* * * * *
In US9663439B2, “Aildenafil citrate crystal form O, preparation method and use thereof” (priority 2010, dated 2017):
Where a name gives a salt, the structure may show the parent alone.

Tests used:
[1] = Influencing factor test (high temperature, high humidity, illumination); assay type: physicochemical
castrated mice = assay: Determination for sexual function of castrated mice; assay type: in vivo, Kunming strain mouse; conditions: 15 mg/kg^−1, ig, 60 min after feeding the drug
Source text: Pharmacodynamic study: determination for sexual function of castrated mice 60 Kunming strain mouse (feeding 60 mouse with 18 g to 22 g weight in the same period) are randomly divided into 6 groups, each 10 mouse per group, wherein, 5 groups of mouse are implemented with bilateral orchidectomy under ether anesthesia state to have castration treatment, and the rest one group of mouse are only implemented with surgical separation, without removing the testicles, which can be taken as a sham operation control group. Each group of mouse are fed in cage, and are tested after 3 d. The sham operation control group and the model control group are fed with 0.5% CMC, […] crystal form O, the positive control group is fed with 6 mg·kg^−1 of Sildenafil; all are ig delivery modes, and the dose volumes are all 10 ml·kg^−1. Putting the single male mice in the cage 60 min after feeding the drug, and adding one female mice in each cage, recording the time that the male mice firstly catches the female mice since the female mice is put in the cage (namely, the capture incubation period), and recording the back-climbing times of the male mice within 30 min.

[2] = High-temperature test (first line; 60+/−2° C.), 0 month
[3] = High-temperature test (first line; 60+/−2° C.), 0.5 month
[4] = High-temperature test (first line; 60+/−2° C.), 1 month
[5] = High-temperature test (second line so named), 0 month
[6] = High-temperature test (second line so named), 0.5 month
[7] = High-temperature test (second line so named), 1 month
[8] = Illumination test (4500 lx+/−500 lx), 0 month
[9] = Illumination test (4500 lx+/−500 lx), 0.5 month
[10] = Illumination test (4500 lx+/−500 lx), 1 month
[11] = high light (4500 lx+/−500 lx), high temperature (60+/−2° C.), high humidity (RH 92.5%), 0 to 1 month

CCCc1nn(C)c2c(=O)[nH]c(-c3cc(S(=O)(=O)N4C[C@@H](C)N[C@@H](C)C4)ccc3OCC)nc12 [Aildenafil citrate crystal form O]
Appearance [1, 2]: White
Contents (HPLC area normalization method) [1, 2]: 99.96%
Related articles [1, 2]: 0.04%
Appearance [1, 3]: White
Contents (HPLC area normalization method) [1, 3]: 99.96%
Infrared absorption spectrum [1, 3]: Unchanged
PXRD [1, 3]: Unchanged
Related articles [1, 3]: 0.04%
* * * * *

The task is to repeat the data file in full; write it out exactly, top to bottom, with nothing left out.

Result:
In US9663439B2, “Aildenafil citrate crystal form O, preparation method and use thereof” (priority 2010, dated 2017):
Where a name gives a salt, the structure may show the parent alone.

Tests used:
[1] = Influencing factor test (high temperature, high humidity, illumination); assay type: physicochemical
castrated mice = assay: Determination for sexual function of castrated mice; assay type: in vivo, Kunming strain mouse; conditions: 15 mg/kg^−1, ig, 60 min after feeding the drug
Source text: Pharmacodynamic study: determination for sexual function of castrated mice 60 Kunming strain mouse (feeding 60 mouse with 18 g to 22 g weight in the same period) are randomly divided into 6 groups, each 10 mouse per group, wherein, 5 groups of mouse are implemented with bilateral orchidectomy under ether anesthesia state to have castration treatment, and the rest one group of mouse are only implemented with surgical separation, without removing the testicles, which can be taken as a sham operation control group. Each group of mouse are fed in cage, and are tested after 3 d. The sham operation control group and the model control group are fed with 0.5% CMC, […] crystal form O, the positive control group is fed with 6 mg·kg^−1 of Sildenafil; all are ig delivery modes, and the dose volumes are all 10 ml·kg^−1. Putting the single male mice in the cage 60 min after feeding the drug, and adding one female mice in each cage, recording the time that the male mice firstly catches the female mice since the female mice is put in the cage (namely, the capture incubation period), and recording the back-climbing times of the male mice within 30 min.

[2] = High-temperature test (first line; 60+/−2° C.), 0 month
[3] = High-temperature test (first line; 60+/−2° C.), 0.5 month
[4] = High-temperature test (first line; 60+/−2° C.), 1 month
[5] = High-temperature test (second line so named), 0 month
[6] = High-temperature test (second line so named), 0.5 month
[7] = High-temperature test (second line so named), 1 month
[8] = Illumination test (4500 lx+/−500 lx), 0 month
[9] = Illumination test (4500 lx+/−500 lx), 0.5 month
[10] = Illumination test (4500 lx+/−500 lx), 1 month
[11] = high light (4500 lx+/−500 lx), high temperature (60+/−2° C.), high humidity (RH 92.5%), 0 to 1 month

CCCc1nn(C)c2c(=O)[nH]c(-c3cc(S(=O)(=O)N4C[C@@H](C)N[C@@H](C)C4)ccc3OCC)nc12 [Aildenafil citrate crystal form O]
Appearance [1, 2]: White
Contents (HPLC area normalization method) [1, 2]: 99.96%
Related articles [1, 2]: 0.04%
Appearance [1, 3]: White
Contents (HPLC area normalization method) [1, 3]: 99.96%
Infrared absorption spectrum [1, 3]: Unchanged
PXRD [1, 3]: Unchanged
Related articles [1, 3]: 0.04%